Arch House: A Different Way to Build

When Gregg Carlsen and his wife decided to build their dream home, they based their house design on the classic arch: an elegant, economical, and nearly indestructible architectural structure.

| September/October 1989

  • Handbuilt Arch House
    Without the generous help of family and friends, this owner-builder project would not have been possible.
    PHOTO: JIM BRANDENBURG
  • arc home frame
    Continous, curved trusses (31 of them in the Carlsen Archome) transfer roof-wall loads to oversized top plates, making a barrel-vault structure one of the sturdiest shapes known.
    GREGG CARLSEN
  • arc home
    Eastern and southern exposures of this hybrid design are generously glazed, while the west and north are earth-bermed.
    GREGG CARLSEN
  • Arc Home First Floor Plans
    First Floor: The entry provides access to both the main living areas and the isolated office space above.
    DON OSBY
  • Arc Home Third Floor Plans
    Third Floor: The stairway continues to the third-floor balcony, which overlooks the kitchen-dining area.
    DON OSBY
  • bulldozed farmhouse
    A 90-year-old, moldering farmhouse was home to the Carlsens during the three years of construction.
    GREGG CARLSEN
  • Arc Home Second Floor Plans
    Second Floor: An open U-shaped stairway leads to the three second-floor bedrooms, the baths and a laundry area.
    DON OSBY
  • curved planks
    Truss parts were cut with circular saws and jigs.
    GREGG CARLSEN
  • raising trusses
    Pieces were laminated, glued and stapled.
    GREGG CARLSEN
  • Arc home beams
    Sheathing conformed easily to the gentle curve of the main roof.
    GREGG CARLSEN
  • curved frame
    A crane eased the raising of the 500-pound trusses. The east end gable was framed on the ground.
    GREGG CARLSEN
  • stairs
    Carlsen and his carpenter friends took particular pleasure in the finish work.
    GREGG CARLSEN
  • Little boy with hammer
    Zachary Carlsen pitches in.
    GREGG CARLSEN
  • Arc home interior
    Because the roof is self-supporting, partitions can be placed at whim.
    GREGG CARLSEN

  • Handbuilt Arch House
  • arc home frame
  • arc home
  • Arc Home First Floor Plans
  • Arc Home Third Floor Plans
  • bulldozed farmhouse
  • Arc Home Second Floor Plans
  • curved planks
  • raising trusses
  • Arc home beams
  • curved frame
  • stairs
  • Little boy with hammer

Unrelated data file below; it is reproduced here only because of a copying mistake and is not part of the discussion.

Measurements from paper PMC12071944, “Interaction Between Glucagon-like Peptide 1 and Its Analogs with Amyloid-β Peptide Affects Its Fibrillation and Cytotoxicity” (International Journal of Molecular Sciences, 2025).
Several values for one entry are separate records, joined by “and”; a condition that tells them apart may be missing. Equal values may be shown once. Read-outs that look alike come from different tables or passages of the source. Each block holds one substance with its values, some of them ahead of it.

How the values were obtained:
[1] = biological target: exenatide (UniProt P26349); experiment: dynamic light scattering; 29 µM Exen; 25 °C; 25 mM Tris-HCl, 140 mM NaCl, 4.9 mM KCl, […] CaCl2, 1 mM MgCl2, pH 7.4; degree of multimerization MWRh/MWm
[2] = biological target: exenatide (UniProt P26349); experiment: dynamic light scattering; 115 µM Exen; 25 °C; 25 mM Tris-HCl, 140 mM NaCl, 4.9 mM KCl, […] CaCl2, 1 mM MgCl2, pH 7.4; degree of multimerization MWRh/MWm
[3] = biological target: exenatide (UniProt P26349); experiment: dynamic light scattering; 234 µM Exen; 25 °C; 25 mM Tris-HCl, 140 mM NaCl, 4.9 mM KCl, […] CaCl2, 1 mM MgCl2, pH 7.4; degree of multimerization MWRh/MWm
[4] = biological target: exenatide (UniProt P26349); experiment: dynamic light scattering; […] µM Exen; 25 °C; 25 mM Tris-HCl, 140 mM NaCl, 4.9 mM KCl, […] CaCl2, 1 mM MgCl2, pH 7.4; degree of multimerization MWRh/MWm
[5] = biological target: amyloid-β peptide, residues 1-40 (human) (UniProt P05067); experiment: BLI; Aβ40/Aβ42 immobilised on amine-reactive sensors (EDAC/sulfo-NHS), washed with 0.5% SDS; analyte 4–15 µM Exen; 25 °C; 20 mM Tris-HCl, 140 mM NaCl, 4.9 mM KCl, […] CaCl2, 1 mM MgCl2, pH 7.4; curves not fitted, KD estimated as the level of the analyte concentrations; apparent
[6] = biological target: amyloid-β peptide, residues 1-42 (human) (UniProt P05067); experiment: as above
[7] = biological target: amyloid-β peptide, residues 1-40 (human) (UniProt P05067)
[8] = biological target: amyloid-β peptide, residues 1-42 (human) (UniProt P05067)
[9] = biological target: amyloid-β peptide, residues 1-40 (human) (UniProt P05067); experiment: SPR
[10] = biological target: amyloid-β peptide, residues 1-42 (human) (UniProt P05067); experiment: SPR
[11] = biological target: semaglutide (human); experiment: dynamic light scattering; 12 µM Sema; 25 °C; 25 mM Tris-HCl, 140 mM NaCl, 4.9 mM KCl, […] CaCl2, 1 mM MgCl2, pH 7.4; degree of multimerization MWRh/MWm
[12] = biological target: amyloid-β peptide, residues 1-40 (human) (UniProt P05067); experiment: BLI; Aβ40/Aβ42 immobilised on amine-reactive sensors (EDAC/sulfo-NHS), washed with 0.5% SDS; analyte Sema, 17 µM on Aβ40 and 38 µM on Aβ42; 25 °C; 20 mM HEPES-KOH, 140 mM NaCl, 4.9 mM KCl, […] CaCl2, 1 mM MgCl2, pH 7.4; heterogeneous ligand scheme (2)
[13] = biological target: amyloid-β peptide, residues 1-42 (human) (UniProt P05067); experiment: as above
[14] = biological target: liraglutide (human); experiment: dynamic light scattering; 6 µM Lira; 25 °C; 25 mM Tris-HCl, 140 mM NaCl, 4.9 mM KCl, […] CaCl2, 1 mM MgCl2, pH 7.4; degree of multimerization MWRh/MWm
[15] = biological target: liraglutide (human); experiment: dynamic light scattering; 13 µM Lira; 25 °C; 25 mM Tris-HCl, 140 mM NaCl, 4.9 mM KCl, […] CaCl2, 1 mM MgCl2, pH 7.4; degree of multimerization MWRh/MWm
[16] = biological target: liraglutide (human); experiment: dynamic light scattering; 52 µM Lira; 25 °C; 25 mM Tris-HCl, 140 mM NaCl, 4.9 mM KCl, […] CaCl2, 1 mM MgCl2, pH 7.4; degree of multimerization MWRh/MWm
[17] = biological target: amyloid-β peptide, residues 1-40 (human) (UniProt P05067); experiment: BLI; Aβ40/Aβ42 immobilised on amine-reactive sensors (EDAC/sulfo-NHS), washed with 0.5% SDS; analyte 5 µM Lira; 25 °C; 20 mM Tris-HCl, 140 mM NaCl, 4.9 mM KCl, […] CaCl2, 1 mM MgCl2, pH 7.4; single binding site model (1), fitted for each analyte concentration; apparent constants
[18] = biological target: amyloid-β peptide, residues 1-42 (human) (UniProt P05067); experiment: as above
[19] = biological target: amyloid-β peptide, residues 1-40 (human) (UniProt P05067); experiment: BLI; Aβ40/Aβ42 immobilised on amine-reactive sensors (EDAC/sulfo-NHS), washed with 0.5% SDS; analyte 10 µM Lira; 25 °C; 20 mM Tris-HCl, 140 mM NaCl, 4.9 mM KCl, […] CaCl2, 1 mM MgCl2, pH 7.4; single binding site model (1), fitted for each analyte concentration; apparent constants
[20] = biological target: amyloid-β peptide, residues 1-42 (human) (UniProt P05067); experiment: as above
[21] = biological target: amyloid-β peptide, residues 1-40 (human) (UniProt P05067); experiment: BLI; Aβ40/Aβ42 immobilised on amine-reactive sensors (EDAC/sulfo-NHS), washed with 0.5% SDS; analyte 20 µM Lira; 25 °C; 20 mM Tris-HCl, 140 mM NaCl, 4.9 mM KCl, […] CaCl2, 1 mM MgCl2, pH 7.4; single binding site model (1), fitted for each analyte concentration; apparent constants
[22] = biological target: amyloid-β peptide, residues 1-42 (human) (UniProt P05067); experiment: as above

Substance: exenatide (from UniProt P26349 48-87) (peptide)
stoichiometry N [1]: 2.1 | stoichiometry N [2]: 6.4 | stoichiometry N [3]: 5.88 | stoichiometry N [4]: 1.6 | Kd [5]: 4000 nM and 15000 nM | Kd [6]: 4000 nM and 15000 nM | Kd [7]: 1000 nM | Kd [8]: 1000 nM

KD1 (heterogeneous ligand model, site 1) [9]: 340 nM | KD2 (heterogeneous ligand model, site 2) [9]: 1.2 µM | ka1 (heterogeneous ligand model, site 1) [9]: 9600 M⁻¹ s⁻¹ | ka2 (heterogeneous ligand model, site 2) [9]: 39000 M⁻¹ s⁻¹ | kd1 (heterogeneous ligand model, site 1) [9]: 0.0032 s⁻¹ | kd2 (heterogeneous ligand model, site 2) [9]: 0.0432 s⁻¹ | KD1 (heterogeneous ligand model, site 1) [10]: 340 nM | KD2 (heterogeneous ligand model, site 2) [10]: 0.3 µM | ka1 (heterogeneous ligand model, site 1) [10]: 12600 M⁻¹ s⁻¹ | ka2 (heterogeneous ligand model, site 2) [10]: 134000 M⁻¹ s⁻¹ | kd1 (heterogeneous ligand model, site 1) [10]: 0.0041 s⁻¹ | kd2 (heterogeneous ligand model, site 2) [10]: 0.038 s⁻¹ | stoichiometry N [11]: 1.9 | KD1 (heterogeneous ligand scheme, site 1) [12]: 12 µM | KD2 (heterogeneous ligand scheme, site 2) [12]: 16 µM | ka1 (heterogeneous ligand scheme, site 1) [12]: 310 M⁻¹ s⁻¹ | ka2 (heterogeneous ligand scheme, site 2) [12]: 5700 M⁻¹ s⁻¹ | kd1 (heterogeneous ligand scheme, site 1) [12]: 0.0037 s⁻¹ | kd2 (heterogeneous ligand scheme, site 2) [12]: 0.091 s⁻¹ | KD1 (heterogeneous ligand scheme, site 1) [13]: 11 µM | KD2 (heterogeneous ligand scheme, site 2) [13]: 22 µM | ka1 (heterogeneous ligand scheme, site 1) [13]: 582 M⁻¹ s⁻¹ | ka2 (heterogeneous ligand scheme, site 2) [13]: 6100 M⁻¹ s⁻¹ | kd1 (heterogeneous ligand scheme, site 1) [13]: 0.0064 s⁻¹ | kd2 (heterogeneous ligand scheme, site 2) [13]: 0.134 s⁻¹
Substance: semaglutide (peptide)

• Arc home interior

People who have survived the building of their own homes often compare the experience to bearing and raising a child. There is the conception: A dream takes seed, planning begins. Next comes gestation: visible growth, a leap off the paper and into the soil. At birth, perhaps analogous to being "dried in," the house takes on a life of its own, autonomous but far from complete. Later, often much later for the owner-builder, there's the finished product—nurtured to capable, comfortable maturity.

But why such an odd-looking child—a house that looks like a mailbox, a loaf of bread, a pioneer wagon?

The notion for a barrel-vault structure (the accepted architectural handle for the "arch house" shape) came not from hoops and loops or my previous work with geodesic domes but from a rather unlikely source: Back in 1981, I noticed a classified ad offering (for an unheard-of low price) thousands of old 2 × 12s salvaged from dismantled bleachers. The catch was that they were only 6' long—too short for conventional roofs, floors or walls. At first I toyed with the possibility of laminating the short boards into straight beams. But if I was going to the trouble to laminate, why not make curved beams?

I didn't end up buying the old bleachers, but I did acquire a curiosity about arched structures built of segmented materials. During the six years of planning that followed, it became clear that plywood held many advantages over dimensional lumber. It was easier to handle, cut and fasten; it was extremely uniform and predictable; and it was readily available. With that settled, I knew how I wanted to build the trusses, and I knew intuitively such trusses would be wondrously strong. But I also knew that building inspectors and banks gave little credence to intuition. Doodling and research continued.

Then came a pivotal phone call. An old high-school chum called to tell me that a close mutual friend, age 32, had died unexpectedly. Deeply shaken, my wife, Nanny, and I sat down that very evening and decided it was time to do the things we really wanted to do—now. One of those things was building our dream home.



Draining our savings account, we were able to swing the down payment on a two-acre wooded parcel on a dead-end road in Lake Elmo, Minnesota, just east of the Twin Cities. A real bonus was the developer's offer of a discount if we'd take the property with the dilapidated 90-year-old farmhouse that had stood vacant for years. To him it was a liability—an eyesore to be torn down and hauled away to make the lot salable. To us it was an asset—a place to camp while we built our home.

Planning the Arch House

We spent March of 1985 administering CPR to the old farmhouse. Electrical service was restored, and a new pressure tank brought the well back to life. Major quirks, like the kitchen floor that listed several inches and a toilet that imitated a bidet when the washing machine hit the rinse cycle, were simply endured. Frozen pipes in the winter, a leaky roof in the spring, walls sprouting mushrooms in the summer were the calendar pages by which we judged the seasons.






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